IDENTIFICATION OF BIOMARKERS PREDICTING STEROID RESPONSE IN ACUTE SEVERE ULCERATIVE COLITIS USING SURFACE-ENHANCED LASER DESORPTION/IONISATION TIME OF FLIGHT MASS SPECTROMETRY

N. C. Hare, M. Imrie, A. J. Smith, K. Soo, L. Smith, R. Gray, G. Ho, I. D. Arnott, Jack Satsangi

Research output: Contribution to journalMeeting abstractpeer-review

Abstract

Introduction: During an acute severe exacerbation of ulcerative colitis (UC), approximately two-thirds of patients will respond to intravenous corticosteroid therapy, the accepted first-line therapy. Clinical scoring systems such as the Edinburgh risk assessment and the Travis criteria incorporate standard serological tests to help predict which patients will fail to respond to corticosteroid therapy and ultimately require second-line medical therapy or surgery.

Aims and Methods: To determine novel serum and faecal biomarkers that will help to predict the outcome in acute severe UC using surface-enhanced laser desorption/ionisation–time of flight (SELDI–TOF) mass spectrometry and identify markers that may ultimately provide insight into the pathogenesis of steroid resistance. Blood and faecal samples were collected from 26 patients presenting with acute severe UC (satisfying Truelove and Witts criteria) within 24 h of starting intravenous steroid therapy. Blood samples were allowed to clot for 45 minutes before sera separation. All samples were stored at −80°C, sera were denatured using 9 mol urea, 2% CHAPS, 50 mmol TrisHCl pH 9; faecal samples were preprocessed using PhiCal extraction buffer. Samples were applied to CM10 ProteinChips (cationic exchange arrays) and mass spectra were generated using a PBS-IIc mass spectrometer at laser intensity settings of 165, 185 and 210. Spectra were calibrated and preprocessed with baseline subtraction, noise adjustment and normalisation. Peak identification was performed using ProteinChip software version 3.2.1. Peaks with a p value of less than 0.05 were considered significant discriminators between steroid-responsive and unresponsive patients.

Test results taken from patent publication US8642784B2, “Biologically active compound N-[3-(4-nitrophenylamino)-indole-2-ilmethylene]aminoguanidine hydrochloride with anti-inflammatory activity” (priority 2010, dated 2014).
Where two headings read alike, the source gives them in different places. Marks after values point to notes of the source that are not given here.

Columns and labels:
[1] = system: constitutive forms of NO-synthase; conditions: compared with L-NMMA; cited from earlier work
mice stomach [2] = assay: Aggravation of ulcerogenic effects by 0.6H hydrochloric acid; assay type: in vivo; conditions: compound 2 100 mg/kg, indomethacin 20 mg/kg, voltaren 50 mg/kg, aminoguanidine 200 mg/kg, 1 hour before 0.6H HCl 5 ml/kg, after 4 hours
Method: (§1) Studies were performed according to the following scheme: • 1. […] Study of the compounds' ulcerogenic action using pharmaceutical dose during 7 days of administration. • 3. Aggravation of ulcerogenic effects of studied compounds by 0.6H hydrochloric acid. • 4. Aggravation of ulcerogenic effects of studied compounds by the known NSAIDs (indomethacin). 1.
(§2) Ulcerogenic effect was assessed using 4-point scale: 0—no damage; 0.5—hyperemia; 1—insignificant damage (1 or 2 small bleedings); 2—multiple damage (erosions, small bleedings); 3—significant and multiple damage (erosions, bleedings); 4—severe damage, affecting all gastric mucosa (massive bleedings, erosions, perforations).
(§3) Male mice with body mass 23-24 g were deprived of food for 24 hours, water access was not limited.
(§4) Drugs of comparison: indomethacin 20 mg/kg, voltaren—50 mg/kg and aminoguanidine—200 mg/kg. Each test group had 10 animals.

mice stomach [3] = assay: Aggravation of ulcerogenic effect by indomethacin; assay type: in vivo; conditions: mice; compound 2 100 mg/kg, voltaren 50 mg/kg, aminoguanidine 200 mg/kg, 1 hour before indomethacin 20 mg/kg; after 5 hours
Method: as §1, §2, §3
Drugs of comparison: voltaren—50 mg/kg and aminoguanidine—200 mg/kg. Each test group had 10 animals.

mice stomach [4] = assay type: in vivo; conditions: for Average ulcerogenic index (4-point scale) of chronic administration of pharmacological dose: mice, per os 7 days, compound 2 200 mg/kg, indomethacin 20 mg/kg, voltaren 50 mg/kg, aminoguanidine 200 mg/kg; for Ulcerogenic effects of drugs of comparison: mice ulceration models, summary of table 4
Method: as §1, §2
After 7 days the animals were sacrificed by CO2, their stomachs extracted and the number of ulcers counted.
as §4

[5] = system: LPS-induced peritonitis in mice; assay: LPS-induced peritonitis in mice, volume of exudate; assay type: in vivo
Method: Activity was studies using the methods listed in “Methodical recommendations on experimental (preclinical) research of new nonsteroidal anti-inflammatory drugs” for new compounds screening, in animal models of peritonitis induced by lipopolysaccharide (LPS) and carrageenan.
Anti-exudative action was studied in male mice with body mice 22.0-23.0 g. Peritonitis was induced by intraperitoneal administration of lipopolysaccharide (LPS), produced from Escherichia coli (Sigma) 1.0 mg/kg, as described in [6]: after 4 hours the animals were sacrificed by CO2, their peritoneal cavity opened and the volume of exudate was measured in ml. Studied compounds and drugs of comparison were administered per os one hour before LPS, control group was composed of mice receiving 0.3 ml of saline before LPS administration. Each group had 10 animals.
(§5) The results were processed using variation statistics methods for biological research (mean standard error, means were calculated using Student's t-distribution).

Results: 15/26 (57.7%) patients responded to steroids, 11 underwent colectomy. Five serum biomarkers that discriminated between the two patient groups were identified. All of these markers are upregulated in steroid-responsive disease. The discriminant proteins have a mass over charge ratio (m/z) of 7565 (p = 0.004), 7927 (p = 0.003), 15 115 (p = 0.027), 15 855 (p = 0.046) and 28 007 (p = 0.040), respectively. None of the biomarkers identified in faecal samples showed a significant difference between steroid-responsive and unresponsive disease.

Conclusion: This is the first study, in the setting of acute severe UC, to look for predictive biomarkers of steroid response in serum or faecal samples using SELDI–TOF mass spectrometry. We have identified five serum biomarkers that discriminate between steroid-responsive and unresponsive individuals. Further work is being undertaken to identify these proteins and, using support vector machine analysis, to establish a model to determine the significance of protein fingerprints in predicting steroid response in acute severe UC.
Original languageEnglish
Article numberPT249
Pages (from-to)A96-A97
Number of pages2
JournalGut
Volume58
Publication statusPublished - Apr 2009

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